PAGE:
Deleted member 151145
I have no problem with going through a 2 step verification to set up an account. What I'm tired of and no longer going to do, is have to use a 2 step verification EVERY TIME I login to my account. I also object to ANY verification requiring a cell phone. What about people that don't have a phone? What about families that can only afford ONE phone and another person has it at work when another family member needs to login to his account? The forum that has me ticked right now is that WattOS distro that thinks that using a social disease site name Discord is a good way to host a forum. When I tried to login, it demanded I receive an email with a link to verify my login credentials. Once I did THAT, it demanded I then receive a text message on my cell phone. Now, this isn't a one time, account setup procedure. It is EVERY time I try to login. I know that part of the reason social disease websites don't receive me willingly is because everyone of my browsers and every one of my laptops is set to automatically delete EVERYTHING when the browser closes, including any offline crap. That means there are never any cookies left in my browsers and there are a whole bunch of sites that specifically look for that old, cookie. eBay is one of the worst offenders.Email verification should pretty much always be required. It's 'double opt-in', meaning you opted to sign up and opted to confirm the subscription/whatever. That prevents a whole lot of spam and give site owners evidence for when someone later complains and tries to say they didn't sign up for it.
I'm strict with it.
Next, you may want a phone for 2FA - that's two factor authentication. When you login, they send a code to your phone. This means it's most likely you - or someone else has both your password and phone, which means you have bigger problems than signing into a website. Some do a code to email, which is what I prefer for 2FA.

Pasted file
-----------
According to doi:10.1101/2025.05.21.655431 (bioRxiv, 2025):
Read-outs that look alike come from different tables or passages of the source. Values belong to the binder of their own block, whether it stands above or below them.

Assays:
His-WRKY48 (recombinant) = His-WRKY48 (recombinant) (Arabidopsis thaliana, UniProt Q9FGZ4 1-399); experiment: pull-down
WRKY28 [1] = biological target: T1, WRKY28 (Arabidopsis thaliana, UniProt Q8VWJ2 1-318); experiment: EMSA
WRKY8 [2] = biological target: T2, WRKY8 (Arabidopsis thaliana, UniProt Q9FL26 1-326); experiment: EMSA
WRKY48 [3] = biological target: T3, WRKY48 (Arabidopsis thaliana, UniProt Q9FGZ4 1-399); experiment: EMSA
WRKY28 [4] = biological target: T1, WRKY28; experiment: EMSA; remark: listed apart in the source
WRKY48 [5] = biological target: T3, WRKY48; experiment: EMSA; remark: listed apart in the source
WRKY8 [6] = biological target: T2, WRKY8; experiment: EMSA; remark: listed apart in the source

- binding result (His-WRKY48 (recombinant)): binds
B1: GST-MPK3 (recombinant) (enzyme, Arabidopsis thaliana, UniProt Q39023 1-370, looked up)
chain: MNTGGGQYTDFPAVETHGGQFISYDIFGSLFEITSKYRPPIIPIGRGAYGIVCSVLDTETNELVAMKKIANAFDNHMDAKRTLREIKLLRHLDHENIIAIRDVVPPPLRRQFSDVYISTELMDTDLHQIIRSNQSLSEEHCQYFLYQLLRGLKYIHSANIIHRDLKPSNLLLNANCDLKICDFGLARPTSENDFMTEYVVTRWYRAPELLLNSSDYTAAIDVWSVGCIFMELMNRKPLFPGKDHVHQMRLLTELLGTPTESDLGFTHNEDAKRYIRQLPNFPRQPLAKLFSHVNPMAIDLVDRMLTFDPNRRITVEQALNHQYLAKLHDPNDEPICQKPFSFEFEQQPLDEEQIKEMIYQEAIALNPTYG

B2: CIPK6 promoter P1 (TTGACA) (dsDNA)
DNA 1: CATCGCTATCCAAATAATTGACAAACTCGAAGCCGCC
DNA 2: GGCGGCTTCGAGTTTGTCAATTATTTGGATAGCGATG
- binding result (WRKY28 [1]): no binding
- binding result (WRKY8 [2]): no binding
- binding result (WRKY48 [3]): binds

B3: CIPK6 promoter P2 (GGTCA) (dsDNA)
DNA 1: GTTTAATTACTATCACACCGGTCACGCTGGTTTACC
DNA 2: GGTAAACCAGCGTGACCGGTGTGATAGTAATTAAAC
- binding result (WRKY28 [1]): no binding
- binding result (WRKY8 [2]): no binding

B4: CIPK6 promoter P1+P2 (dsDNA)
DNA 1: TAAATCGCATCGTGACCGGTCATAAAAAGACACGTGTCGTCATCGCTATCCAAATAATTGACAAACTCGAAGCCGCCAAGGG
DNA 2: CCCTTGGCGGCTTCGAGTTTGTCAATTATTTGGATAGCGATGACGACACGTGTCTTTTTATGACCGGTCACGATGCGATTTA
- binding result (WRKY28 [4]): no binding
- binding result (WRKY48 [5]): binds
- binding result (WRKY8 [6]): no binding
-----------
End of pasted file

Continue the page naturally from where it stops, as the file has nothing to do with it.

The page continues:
That's just good security.
Security is, who you are, something you have, and something you know... Well, good security is... We don't do much of the 'who you are' online, but you're starting to see it in phones - where you're showing who you are with a fingerprint, which could also be considered something you have but that'd be the phone more or less in that case.
We all clamor about bad security, but we don't really like to implement it.
I have no problem with security. I have a problem with lunacy. eBay's server immediately checks for a cookie when you login. If the cookie isn't there, you have to do at least one, and usually two, Captcha verifications. So, EVERY time I want to login to eBay, I am supposed to jump through hoops to verify my username and password, that I already entered, is who I say I am. I know this to be true because when it first started happening a couple of years ago I went round and round with eBay and they, themselves, told me that was why I am hit with so many verifications. I asked them, and never got a response, if a damned cookie was their definition of computer security.
The bottom line is that the real reason security fails is because the servers for whatever type of site it is aren't truly secure. They are shifting responsibly for security to the users. If any website truly believes that they can make their site servers more secure by shifting responsibility to the users, we're all in trouble. And I'm not kidding a bit when I say that if I have to have a cell phone present to login to an account on my laptop, I will have my account deleted that same day. I will also never own a phone that REQUIRES my thumbprint to use it. It's MY phone. I'll use it the way I want and if I can't then I'll do without a phone. Of course, the shift from REAL computers to, so called, smart phones is one of the reasons there are so many breaches of company servers. Whoever thought it was a good idea to make a phone a computer screwed the pooch.